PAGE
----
WINEMAKERS across the Grampians region want to reassure they are surviving a tough growing season that has stretched into coronavirus restrictions on their livelihood.
But they say the best way people can help them is to think local and buy direct.
In March, wineries in the Wimmera and Grampians regions made the tough decision to close their doors to the public to minimise the spread of COVID-19.
Wine Victoria chairman and Mount Langi Ghiran viticulturist Damian Sheehan said the effects on this year's harvest - no matter how good - would not likely be felt until some of these wines were released next year.
In the meantime, there was a lot of wine to sell in the region without being able to rely on the usual major sales channels.
Mr Sheehan said cellar doors had always been able to operate a takeaway model, without tastings. After a cluster-like COVID-19 outbreak in South Australia's Barossa Valley, many wineries in Victoria opted to shut their doors in what was the middle of the vintage .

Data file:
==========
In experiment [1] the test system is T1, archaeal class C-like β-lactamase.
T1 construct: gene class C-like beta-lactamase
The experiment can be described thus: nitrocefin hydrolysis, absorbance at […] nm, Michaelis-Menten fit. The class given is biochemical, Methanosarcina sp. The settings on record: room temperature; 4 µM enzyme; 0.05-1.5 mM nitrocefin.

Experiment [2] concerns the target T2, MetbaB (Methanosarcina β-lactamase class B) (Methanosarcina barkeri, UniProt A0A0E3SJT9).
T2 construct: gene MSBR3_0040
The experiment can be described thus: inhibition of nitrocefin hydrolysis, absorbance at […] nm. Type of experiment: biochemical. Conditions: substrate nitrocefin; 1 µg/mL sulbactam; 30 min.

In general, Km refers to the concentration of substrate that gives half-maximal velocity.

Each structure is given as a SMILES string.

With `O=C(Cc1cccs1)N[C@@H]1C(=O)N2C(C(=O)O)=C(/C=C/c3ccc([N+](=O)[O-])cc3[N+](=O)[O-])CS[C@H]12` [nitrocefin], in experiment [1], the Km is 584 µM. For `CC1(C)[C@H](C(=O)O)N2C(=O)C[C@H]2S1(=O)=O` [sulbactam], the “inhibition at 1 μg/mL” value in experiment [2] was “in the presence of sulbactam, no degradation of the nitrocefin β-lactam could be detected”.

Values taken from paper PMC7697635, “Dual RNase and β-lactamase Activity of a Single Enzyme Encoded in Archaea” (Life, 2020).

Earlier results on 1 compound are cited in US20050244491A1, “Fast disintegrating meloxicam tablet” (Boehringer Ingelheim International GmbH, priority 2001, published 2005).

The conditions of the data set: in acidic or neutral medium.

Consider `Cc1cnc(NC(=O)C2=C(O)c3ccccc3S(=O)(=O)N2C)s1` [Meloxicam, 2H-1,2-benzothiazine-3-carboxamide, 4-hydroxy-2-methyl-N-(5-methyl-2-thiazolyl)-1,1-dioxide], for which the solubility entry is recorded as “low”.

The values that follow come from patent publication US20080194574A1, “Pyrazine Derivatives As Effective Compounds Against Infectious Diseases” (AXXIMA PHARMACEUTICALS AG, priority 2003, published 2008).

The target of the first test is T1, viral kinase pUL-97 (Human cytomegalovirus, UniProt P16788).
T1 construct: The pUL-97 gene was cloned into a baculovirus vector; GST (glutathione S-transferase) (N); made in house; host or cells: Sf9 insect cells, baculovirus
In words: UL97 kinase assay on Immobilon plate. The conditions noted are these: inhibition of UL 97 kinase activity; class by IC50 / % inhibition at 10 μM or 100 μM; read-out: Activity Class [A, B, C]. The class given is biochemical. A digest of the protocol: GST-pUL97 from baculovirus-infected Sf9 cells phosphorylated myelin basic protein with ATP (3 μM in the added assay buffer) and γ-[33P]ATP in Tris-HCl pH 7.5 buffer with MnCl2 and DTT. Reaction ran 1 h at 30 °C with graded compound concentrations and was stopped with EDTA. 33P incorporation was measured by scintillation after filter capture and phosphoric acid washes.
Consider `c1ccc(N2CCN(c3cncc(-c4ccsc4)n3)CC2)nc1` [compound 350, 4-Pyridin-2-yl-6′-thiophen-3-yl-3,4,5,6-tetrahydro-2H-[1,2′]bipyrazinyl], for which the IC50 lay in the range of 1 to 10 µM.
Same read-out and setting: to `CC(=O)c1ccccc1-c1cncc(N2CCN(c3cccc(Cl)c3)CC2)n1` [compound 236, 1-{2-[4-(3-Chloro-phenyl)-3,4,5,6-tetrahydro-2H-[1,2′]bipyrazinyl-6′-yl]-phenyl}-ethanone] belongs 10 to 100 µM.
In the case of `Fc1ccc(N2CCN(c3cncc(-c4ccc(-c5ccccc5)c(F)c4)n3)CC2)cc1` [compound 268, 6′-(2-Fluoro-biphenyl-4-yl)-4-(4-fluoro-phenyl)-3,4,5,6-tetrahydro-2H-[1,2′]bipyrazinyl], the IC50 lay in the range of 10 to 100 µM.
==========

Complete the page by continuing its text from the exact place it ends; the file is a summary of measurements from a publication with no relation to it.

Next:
Now harvest was complete, Mr Sheehan said many wineries were re-opening their cellar doors but in regional Victoria travel restrictions amid the pandemic were forcing wineries to try every online platform they could.
A big part of any winery is enjoyment in life and sharing that enjoyment with othersAndrew Koerner, Blue Pyrenees Estate
"Grampians winemakers are looking into what they can do and establish a platform together," Mr Sheehan said. "It's not necessary they have to do it alone."
Easter is usually a big sales time for Blue Pyrenees Estate in Avoca, particularly for wine club.
Blue Pyrenees chief executive Andrew Koerner said a stop in tourism, coupled with pubs and restaurants closing their doors, had been a hard blow - and was likely to have hurt the Pyrenees' smaller wineries more. His team's focus was on what they could do.
The Italian-made cross-flow filtration equipment arrived at Blue Pyrenees just in time for harvest, allowing greater recovery and improved quality recovery in processing.
They have tested this against their old filtration and Mr Koerner was confident was they did have from their small crop was far superior.
"We're really looking forward to getting back to normal and having visitors again," he said. "A big part of any winery is enjoyment in life and sharing that enjoyment with others."
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